Hong Kong marks first ‘National Security Education Day’ | China News

Hong Kong is celebrating its first “National Safety Education Day” to promote a comprehensive law that Beijing passed on the semi-autonomous area last year.

Children as young as three were among those learning about the national security law, the South China Morning Post reported Thursday, while authorities invited people across the city to “mosaic walls” with messages of support or smiling pictures of themselves in the cultural area to create centers and schools.

Police and other security forces are expected to hold a parade later in the day during which the Chinese military will perform the “goose step”.

The Hong Kong government said Thursday’s events were aimed at creating a “positive national security atmosphere” and deepening city dwellers’ understanding of the national security law, as well as the city’s constitution and mini-constitution.

The widely criticized security legislation, which was introduced in June last year, punishes anything that Beijing regards as subversion, secession, “terrorism” or collusion with foreign armed forces with up to life imprisonment.

Since the law was introduced, more than 100 people have been arrested on charges of undermining national security.

People stand in front of a screen displaying Chinese and Hong Kong flags during a ceremony to mark the National Safety Education Day in Hong Kong, China on April 15, 2021 [Lam Yik/ Reuters]In the run-up to the celebrations, according to media reports, stickers and bookmarks with the words “Maintaining national security, protecting our house” were delivered to schools and kindergartens.

“We hope to give kindergarten students a proper understanding of National Safety Education Day. For example, we are Chinese who live in Hong Kong,” said kindergarten director Nancy Lam Chui-ling South China Post tomorrow.

“National safety law concepts are indeed difficult to teach kindergarten children. So we hope to educate them about positive values ​​when they are young so that they can distinguish between black and white in adulthood, ”she said.

‘Support! Support! Support!’

At the city’s Wong Cho Bau Secondary School, students gathered to raise a flag.

“As Chinese and Hong Kong residents, we have to prepare for the country and make an effort,” said school principal Hui Chun Lung to the students.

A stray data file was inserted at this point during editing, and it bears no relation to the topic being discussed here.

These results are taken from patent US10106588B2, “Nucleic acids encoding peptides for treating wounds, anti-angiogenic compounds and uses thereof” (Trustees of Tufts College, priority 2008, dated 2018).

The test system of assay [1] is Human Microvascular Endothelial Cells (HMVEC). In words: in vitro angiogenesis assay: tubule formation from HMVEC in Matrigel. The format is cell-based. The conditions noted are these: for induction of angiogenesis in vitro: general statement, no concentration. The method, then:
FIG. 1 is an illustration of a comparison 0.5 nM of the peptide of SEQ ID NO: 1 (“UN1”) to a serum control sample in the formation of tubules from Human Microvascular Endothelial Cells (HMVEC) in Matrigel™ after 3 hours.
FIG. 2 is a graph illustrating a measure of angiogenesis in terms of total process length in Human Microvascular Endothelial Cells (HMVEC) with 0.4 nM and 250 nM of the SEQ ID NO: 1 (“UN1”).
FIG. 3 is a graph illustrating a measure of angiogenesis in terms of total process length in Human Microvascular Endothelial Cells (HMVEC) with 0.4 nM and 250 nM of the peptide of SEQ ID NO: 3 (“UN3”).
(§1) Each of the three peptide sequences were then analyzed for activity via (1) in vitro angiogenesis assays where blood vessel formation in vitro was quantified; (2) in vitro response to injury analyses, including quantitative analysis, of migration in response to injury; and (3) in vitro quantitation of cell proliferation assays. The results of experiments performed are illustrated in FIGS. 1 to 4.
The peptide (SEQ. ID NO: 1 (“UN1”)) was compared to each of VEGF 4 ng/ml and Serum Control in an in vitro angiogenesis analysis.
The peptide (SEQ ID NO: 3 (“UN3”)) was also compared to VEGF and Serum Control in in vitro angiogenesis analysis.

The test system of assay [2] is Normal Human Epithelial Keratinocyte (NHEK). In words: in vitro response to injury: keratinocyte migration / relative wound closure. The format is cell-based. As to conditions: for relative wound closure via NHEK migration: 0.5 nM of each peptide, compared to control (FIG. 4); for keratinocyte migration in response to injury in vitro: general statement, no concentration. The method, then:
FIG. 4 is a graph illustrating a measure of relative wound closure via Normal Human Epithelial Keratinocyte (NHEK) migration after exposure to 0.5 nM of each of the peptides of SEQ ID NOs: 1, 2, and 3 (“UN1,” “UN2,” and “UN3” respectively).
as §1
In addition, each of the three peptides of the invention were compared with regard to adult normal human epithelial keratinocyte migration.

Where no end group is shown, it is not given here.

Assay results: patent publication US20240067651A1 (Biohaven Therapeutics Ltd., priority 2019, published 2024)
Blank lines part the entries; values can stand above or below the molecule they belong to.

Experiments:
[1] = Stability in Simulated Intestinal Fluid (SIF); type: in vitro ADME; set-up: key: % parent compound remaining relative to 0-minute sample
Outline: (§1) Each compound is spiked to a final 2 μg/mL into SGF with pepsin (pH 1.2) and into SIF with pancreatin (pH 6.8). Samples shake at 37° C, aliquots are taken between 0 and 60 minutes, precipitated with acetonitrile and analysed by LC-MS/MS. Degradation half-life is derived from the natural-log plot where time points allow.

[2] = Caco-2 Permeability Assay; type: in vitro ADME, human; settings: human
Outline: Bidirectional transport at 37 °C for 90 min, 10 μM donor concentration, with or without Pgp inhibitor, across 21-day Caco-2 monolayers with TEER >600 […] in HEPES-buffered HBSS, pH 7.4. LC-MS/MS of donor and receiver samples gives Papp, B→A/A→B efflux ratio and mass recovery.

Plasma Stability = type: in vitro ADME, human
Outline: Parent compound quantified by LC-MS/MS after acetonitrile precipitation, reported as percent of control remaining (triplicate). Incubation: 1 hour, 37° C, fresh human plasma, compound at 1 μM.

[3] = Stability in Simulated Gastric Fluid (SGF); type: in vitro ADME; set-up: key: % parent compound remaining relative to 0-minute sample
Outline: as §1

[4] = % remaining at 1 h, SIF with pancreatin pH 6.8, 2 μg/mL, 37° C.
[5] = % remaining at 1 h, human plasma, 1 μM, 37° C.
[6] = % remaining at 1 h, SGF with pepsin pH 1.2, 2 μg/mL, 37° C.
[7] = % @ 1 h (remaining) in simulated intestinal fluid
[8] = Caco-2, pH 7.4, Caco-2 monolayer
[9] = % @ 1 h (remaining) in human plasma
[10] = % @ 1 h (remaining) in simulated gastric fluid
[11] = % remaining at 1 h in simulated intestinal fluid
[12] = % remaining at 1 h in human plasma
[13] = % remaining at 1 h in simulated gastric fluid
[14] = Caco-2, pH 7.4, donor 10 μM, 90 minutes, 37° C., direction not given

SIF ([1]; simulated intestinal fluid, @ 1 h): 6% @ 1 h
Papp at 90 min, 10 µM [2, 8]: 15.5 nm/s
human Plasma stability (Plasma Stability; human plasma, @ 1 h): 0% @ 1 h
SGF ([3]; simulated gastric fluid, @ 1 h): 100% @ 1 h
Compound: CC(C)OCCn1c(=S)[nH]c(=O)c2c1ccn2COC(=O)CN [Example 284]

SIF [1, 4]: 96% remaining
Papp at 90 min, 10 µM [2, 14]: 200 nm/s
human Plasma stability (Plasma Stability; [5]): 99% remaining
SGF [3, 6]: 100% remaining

Hui emphasized the “stability” of the security law in the city before playing a two-minute video showing various students expressing their support for the law.

The students then lined up to stick “wish cards” on a mosaic wall.

“Supporting the national security law is not an issue. Support! Support! Support! I hope we can be one with the mainland, ”wrote one student.

Several schools also held quizzes and exhibitions on the importance of national security, according to local media.

https://www.youtube.com/watch?v=uhGkYSnmEvQ

There were also protests.

The RTHK broadcaster said four pro-democracy activists marched through a central borough demanding universal suffrage, freedom of expression and association.

“We cannot allow the government to dominate what is meant by national security,” protester Chow Hang-tung told reporters. “A nation exists for its people – it does not exist to oppress its people and deprive them of their rights.”

She said Beijing’s actions have undermined academic freedoms and press freedom and forced many people in Hong Kong to either emigrate or go into exile.

“Everything is in decline,” she said, describing the law as a “weapon of mass destruction” for Hong Kong.

Beijing imposed the new law on Hong Kong after anti-government and anti-China protests ravaged the territory and broke out some of the most violent clashes on university campuses. Critics say the legislation restricts rights and freedoms in the former British colony, which was promised a high level of autonomy when it returned to Chinese rule in 1997.

Its supporters in China and Hong Kong say the law restored “order” to the city.

The United States, the United Kingdom and the European Union have sanctioned Chinese and Hong Kong officials over the law and taken measures to reduce democratic representation in the city’s institutions.

China has retaliated with its own sanctions, while Luo Huining, Beijing’s chief representative in Hong Kong, said Thursday that any foreign powers attempting to use the city as farmers will face further countermeasures.

“We will teach a lesson to all foreign forces who want to use Hong Kong as farmers,” Luo said at a National Security Education Day ceremony.